Four Ways Going with the Flow in Rehab is the Right Decision

Four Ways Going with the Flow in Rehab is the Right Decision

It is not uncommon for an individual to feel out of place very quickly in a rehab program, and this is even more likely to happen in a residential program. The natural response to any changes, particularly significant changes, is to push against them and try to maintain the status quo. The desire to respond in this way is even stronger when addiction is involved, because there are neuroscientific forces at work in addition to the typical aversion to change most people have in life.

However, making a conscious choice to relax and go with the flow in rehab is almost always the best response. Of course, there are notable exceptions to going along with the program. This would include any events, behaviors or requests that make you uncomfortable at a moral or legal level. In these cases, choosing not to go with the flow is the right choice, along with communicating the specifics of the requested activity to a supervisor, family member and/or local law enforcement. Excluding these rare circumstances, here are four solid reasons to go along with the program.

  • Rehab has to become the new normal. When you are in the midst of an addiction, the habits you have developed become normal to you, but these habits are by and large incredibly unhealthy. A big part of entering a rehab program is forcing yourself to have new habits, but this is no easy task.

It has been scientifically proven by various neuroscientists that there is a habit loop,[1] in which the brain moves from a conscious choice and focused effort over time to a nearly automatic response. Habits literally move out of the conscious decision making part of the brain and into the automatic response part of the brain. Though not at the same level as breathing or blinking, over time any habit becomes second nature.

Keeping this in mind, it becomes easier to understand how going with the flow in rehab will allow you to effectively establish new, healthy habits.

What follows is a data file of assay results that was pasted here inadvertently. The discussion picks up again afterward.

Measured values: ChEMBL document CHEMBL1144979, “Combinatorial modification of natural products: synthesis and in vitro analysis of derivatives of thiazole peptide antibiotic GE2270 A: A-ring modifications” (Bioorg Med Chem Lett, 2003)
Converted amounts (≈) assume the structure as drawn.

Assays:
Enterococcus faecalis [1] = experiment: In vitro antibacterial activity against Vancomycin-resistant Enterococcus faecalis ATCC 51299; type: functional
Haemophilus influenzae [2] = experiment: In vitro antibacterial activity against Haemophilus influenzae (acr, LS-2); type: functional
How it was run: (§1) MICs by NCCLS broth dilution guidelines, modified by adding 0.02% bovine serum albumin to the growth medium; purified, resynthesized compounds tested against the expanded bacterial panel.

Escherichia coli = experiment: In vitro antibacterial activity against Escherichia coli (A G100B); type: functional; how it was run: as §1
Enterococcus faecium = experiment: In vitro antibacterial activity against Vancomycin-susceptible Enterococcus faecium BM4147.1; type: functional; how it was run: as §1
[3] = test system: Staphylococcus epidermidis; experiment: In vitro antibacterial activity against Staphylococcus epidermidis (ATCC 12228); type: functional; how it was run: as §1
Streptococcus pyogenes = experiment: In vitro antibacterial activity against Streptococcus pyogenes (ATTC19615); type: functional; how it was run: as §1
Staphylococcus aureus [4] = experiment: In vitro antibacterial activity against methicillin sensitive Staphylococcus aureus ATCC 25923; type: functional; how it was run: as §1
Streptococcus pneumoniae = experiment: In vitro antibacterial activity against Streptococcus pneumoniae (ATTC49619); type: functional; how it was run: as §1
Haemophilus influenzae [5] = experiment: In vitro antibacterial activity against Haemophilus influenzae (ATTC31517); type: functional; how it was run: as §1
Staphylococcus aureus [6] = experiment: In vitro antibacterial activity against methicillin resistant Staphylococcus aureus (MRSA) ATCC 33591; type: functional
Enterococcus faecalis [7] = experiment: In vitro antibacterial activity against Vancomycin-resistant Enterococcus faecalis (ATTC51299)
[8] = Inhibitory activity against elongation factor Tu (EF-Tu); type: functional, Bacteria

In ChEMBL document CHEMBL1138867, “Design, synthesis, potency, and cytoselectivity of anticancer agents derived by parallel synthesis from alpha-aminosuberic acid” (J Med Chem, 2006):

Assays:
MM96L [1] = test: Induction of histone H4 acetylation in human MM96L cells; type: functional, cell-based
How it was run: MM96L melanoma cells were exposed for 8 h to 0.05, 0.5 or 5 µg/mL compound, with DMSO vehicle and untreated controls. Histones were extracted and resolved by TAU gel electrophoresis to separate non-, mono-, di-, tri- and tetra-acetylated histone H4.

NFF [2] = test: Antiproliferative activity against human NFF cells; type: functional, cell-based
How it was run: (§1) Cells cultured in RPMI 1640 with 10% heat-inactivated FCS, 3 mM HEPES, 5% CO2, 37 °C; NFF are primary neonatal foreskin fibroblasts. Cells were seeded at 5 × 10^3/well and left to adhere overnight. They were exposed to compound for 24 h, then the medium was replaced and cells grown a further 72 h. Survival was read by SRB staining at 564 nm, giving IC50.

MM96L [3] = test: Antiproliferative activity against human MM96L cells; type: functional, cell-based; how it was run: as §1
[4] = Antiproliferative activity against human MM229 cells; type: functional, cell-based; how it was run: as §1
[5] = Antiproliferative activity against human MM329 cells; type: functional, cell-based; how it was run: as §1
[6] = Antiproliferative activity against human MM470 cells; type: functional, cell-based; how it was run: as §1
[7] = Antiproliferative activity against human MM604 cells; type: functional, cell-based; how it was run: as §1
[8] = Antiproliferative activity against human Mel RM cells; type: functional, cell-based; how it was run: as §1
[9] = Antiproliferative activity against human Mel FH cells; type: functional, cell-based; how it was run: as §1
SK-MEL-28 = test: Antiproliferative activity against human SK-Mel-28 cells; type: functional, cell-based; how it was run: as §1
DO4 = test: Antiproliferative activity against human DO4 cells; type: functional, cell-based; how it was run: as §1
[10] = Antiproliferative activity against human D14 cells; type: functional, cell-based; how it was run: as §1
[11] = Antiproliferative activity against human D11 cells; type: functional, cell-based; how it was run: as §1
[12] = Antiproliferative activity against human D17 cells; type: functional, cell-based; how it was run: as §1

• New experiences and relationships in rehab will build an emotional bond for a clean lifestyle. Many people mistakenly believe that rehab is essentially a physical process of breaking an addiction, but this discounts the fact that your body is one system. This means that your emotions, psyche and physical body must be equally engaged in the rehab process for it to be effective.

Going with the flow in rehab will give you the opportunity to develop new friendships and have new experiences. These will act on hinges or hooks in your mind, and will serve as the substance you can mentally hold onto when cravings come.

  • Rehab is safe. In a quality facility you can trust the professionals who are working with you and that the treatments work. The emotional journey toward recovery is always a difficult one, even when there is certainty that the process can work. Such proven method include Cognitive Behavioral Therapy, outpatient rehabilitation and 12-Step Programs, to name just a few.

Further, the National Association for Addiction Professionals has a code of conduct[2] to protect you in the recovery process. All addiction professionals are bound by this standard, which includes the following components, among others:

  • Autonomy
  • Obedience
  • Conscientious refusal
  • Beneficence
  • Gratitude
  • Competence
  • Rehab is the first step in a lifetime of clean living. This is simply taking the long view to recovery. Entering a rehab program is the beginning of a journey you will be on for the rest of your life. Addiction is not a curable disease, so it will always be with you. Learning to go with the flow and accept the skills and habits you develop in rehab will better facilitate sobriety once you return to your normal life outside the rehab.

Rehab is Hard Work

Rehab is hard work. You are battling against your own brain. You are battling against the habits that have formed in your life. You are battling physical, emotional and psychological urges that have been developed over a period of time.

But, choosing to move into a clean lifestyle is worth every struggle.

If you are ready for a change, there is support available. We can help you. We can answer your questions. The admission counselors at our toll free, 24 hour helpline can help you learn more about your mental health condition. They can help you find your way.


[1], “Habits: How They Form and How to Break Them,” by Charles Duhigg, accessed December 6, 2015.

[2],  “NAADAC Code of Ethics,” accessed December 6, 2015.